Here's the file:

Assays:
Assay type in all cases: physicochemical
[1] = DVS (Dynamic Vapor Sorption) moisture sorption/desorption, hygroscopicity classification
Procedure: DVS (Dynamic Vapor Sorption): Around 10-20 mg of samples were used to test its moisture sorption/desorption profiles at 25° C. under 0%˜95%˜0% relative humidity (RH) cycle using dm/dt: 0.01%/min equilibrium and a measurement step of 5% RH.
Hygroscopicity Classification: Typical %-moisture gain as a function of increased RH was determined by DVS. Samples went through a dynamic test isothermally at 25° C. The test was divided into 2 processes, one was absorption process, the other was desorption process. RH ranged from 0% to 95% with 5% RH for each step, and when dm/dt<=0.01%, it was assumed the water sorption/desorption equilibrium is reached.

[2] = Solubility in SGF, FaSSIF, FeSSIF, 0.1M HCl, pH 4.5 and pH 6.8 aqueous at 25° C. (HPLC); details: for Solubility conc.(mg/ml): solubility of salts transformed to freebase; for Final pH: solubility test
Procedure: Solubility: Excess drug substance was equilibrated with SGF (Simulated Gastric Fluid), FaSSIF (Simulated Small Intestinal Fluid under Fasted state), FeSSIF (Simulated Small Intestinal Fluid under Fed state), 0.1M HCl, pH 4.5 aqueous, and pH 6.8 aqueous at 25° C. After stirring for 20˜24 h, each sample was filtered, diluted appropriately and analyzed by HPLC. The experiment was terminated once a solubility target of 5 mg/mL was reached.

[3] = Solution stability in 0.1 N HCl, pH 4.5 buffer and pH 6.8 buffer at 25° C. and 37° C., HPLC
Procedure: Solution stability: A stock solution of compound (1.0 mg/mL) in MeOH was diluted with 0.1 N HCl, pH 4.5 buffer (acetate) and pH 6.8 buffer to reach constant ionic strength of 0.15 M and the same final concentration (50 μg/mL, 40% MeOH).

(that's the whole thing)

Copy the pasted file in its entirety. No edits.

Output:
Assays:
Assay type in all cases: physicochemical
[1] = DVS (Dynamic Vapor Sorption) moisture sorption/desorption, hygroscopicity classification
Procedure: DVS (Dynamic Vapor Sorption): Around 10-20 mg of samples were used to test its moisture sorption/desorption profiles at 25° C. under 0%˜95%˜0% relative humidity (RH) cycle using dm/dt: 0.01%/min equilibrium and a measurement step of 5% RH.
Hygroscopicity Classification: Typical %-moisture gain as a function of increased RH was determined by DVS. Samples went through a dynamic test isothermally at 25° C. The test was divided into 2 processes, one was absorption process, the other was desorption process. RH ranged from 0% to 95% with 5% RH for each step, and when dm/dt<=0.01%, it was assumed the water sorption/desorption equilibrium is reached.

[2] = Solubility in SGF, FaSSIF, FeSSIF, 0.1M HCl, pH 4.5 and pH 6.8 aqueous at 25° C. (HPLC); details: for Solubility conc.(mg/ml): solubility of salts transformed to freebase; for Final pH: solubility test
Procedure: Solubility: Excess drug substance was equilibrated with SGF (Simulated Gastric Fluid), FaSSIF (Simulated Small Intestinal Fluid under Fasted state), FeSSIF (Simulated Small Intestinal Fluid under Fed state), 0.1M HCl, pH 4.5 aqueous, and pH 6.8 aqueous at 25° C. After stirring for 20˜24 h, each sample was filtered, diluted appropriately and analyzed by HPLC. The experiment was terminated once a solubility target of 5 mg/mL was reached.

[3] = Solution stability in 0.1 N HCl, pH 4.5 buffer and pH 6.8 buffer at 25° C. and 37° C., HPLC
Procedure: Solution stability: A stock solution of compound (1.0 mg/mL) in MeOH was diluted with 0.1 N HCl, pH 4.5 buffer (acetate) and pH 6.8 buffer to reach constant ionic strength of 0.15 M and the same final concentration (50 μg/mL, 40% MeOH).